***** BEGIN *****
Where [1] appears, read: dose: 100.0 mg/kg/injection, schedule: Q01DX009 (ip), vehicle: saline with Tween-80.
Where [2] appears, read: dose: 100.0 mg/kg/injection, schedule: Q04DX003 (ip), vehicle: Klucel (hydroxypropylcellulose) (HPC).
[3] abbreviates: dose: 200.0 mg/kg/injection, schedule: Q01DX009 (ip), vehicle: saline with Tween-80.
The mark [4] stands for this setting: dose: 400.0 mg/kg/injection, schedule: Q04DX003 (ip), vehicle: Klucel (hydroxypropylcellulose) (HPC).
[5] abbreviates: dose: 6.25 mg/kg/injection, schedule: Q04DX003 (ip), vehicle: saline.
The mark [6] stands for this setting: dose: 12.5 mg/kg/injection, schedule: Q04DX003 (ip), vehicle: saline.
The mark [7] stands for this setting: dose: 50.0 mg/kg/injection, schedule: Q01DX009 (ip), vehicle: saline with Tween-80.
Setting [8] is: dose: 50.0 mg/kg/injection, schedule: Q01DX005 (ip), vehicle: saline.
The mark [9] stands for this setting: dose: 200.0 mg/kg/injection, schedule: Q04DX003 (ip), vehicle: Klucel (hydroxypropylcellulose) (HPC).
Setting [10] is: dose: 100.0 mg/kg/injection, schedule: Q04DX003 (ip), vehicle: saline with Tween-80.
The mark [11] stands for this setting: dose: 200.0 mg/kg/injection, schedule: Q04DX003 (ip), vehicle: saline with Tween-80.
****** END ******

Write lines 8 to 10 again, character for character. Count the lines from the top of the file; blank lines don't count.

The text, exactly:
Setting [8] is: dose: 50.0 mg/kg/injection, schedule: Q01DX005 (ip), vehicle: saline.
The mark [9] stands for this setting: dose: 200.0 mg/kg/injection, schedule: Q04DX003 (ip), vehicle: Klucel (hydroxypropylcellulose) (HPC).
Setting [10] is: dose: 100.0 mg/kg/injection, schedule: Q04DX003 (ip), vehicle: saline with Tween-80.